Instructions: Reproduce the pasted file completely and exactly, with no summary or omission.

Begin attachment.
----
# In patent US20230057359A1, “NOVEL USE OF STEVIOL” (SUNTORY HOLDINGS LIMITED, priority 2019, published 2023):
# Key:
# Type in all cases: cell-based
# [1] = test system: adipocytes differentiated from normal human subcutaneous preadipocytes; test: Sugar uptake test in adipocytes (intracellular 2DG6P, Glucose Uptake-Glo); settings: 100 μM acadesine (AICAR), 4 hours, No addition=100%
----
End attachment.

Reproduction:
# In patent US20230057359A1, “NOVEL USE OF STEVIOL” (SUNTORY HOLDINGS LIMITED, priority 2019, published 2023):
# Key:
# Type in all cases: cell-based
# [1] = test system: adipocytes differentiated from normal human subcutaneous preadipocytes; test: Sugar uptake test in adipocytes (intracellular 2DG6P, Glucose Uptake-Glo); settings: 100 μM acadesine (AICAR), 4 hours, No addition=100%